Political Change In Ancient China Essay

968 words - 4 pages

Despite the vast geographical differences throughout the area that makes up China, once the various tribes and clans were unified under a consolidated ruler, China’s empires were able to grow in size and sophistication that rivaled any civilization in the west. However, while the western civilizations saw empires rise and fall due to conquering armies from different regions, creeds, and ethnic groups, China’s political change came from within. Whereas the disenfranchised social classes in the west were made up of conquered people from differing nations, the uprisings in China came from different clans that were successful in ousting the previous ruling dynasty. While the empires that surrounded the Mediterranean Sea were restricted by language and cultural differences that had to be assimilated, the Chinese were able to build each subsequent empire on the bones of the previous one, which made the transition of leadership less cumbersome.
One of the most unifying elements of Chinese culture was the adherence to a logographic written language. Unlike western empires whose written and oral language changed with each subsequent ruling class, the Chinese retained a common writing style that does not lend itself to changes in spelling or interpretation. The phonetic alphabets of the west are more malleable, and can be altered to suit the population of a specific region. Whereas in China, the dialects could shift in speech and pronunciation, but a letter or manuscript could be understood by a literate Chinese citizen from the borders of the Himalayas to the coast of the East China Sea. The success of Chinese writing at helping to maintain order within the bureaucracy increased efficiency in record keeping and helped to bolster trade. China’s written language left its mark on China’s neighbors; as Japan, Korea and Vietnam all incorporated Chinese script in their own written languages. However, despite a unified language, unrest was never more than a day’s ride on horseback away.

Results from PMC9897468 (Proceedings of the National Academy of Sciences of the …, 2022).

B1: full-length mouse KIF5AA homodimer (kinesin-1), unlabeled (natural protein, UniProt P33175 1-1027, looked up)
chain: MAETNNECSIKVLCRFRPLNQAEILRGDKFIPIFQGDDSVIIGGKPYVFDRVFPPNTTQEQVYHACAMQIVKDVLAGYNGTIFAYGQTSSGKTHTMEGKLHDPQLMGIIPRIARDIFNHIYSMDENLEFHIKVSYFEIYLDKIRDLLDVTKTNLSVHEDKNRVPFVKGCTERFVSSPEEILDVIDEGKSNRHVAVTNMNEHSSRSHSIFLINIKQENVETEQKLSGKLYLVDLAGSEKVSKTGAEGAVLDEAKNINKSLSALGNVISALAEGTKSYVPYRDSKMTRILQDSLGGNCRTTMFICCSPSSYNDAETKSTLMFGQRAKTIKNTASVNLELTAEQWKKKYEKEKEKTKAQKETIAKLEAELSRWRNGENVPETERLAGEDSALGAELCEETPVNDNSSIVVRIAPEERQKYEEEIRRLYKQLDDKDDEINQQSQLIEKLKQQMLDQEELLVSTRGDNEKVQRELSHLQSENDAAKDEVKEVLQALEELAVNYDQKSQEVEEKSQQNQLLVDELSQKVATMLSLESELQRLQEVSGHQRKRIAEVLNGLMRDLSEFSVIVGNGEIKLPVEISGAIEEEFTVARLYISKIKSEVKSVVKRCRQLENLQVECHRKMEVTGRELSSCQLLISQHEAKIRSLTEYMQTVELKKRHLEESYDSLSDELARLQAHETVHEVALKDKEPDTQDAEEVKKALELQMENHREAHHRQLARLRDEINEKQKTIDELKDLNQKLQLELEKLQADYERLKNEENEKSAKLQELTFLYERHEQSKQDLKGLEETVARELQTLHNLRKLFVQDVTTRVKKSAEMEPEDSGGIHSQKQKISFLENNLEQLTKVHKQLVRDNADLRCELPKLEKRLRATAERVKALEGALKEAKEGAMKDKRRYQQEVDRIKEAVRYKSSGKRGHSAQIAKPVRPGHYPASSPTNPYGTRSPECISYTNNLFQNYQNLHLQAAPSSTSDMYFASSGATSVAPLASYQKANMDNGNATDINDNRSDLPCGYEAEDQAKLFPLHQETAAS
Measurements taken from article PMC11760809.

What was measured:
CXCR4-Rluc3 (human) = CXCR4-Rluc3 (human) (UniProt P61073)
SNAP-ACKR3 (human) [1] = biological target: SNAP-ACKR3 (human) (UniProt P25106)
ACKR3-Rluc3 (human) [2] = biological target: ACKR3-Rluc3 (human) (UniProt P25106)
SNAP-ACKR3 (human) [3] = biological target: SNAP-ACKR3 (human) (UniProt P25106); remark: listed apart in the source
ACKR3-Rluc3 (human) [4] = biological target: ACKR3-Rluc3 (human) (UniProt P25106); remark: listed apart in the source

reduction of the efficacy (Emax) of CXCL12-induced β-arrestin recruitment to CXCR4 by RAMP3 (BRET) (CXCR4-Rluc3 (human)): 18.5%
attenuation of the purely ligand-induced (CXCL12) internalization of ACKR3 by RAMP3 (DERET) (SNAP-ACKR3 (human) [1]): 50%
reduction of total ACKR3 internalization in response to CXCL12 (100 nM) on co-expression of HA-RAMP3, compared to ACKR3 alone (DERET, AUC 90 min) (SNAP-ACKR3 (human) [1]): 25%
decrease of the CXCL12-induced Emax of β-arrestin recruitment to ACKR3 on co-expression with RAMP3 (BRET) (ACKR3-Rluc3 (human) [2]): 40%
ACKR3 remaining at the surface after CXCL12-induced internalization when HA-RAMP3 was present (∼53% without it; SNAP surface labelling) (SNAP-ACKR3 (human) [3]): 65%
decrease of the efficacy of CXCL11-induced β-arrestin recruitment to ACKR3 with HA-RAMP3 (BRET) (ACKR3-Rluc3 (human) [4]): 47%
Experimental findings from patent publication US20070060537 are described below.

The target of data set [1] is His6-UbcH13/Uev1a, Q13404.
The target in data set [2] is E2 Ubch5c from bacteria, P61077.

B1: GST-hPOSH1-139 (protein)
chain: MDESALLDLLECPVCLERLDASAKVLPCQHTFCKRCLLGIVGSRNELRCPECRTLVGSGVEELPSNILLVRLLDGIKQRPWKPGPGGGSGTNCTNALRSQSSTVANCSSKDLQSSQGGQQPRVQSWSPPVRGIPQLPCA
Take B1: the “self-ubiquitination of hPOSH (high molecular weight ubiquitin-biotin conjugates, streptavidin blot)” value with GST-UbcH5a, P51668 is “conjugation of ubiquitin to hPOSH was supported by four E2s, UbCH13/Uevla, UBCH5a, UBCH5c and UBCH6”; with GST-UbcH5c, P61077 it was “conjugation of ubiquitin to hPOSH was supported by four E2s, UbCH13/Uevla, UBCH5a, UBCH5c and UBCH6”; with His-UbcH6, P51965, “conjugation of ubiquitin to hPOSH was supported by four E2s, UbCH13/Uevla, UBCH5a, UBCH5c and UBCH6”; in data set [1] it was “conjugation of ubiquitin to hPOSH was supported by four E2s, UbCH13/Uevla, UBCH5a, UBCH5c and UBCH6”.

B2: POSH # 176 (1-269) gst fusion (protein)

China’s neighbors to the north were rather persistent in disrupting the affairs of the ruling class. The Xiongnu, as they were known in Emperor Qin’s court, were deemed a menace and for centuries various Chinese emperors attempted to minimize their impact, or tried to eradicate them altogether. What was hard for the Chinese to learn was that it is almost impossible to eliminate a population that can get up and move whenever they want. So despite the hundreds of thousands of soldiers that went to fight with the northern invaders and the countless impoverished laborers sent to construct the Great Wall, there was very little gain for the immense effort that was exerted through imperial decrees. Eventually, the first emperor of the Song Dynasty, named Taizu, adopted a “…if you can’t beat them, join them” attitude, and initiated a peace treaty that created large tribute payments be made to the tribal leaders of the north. However, it wasn’t long...

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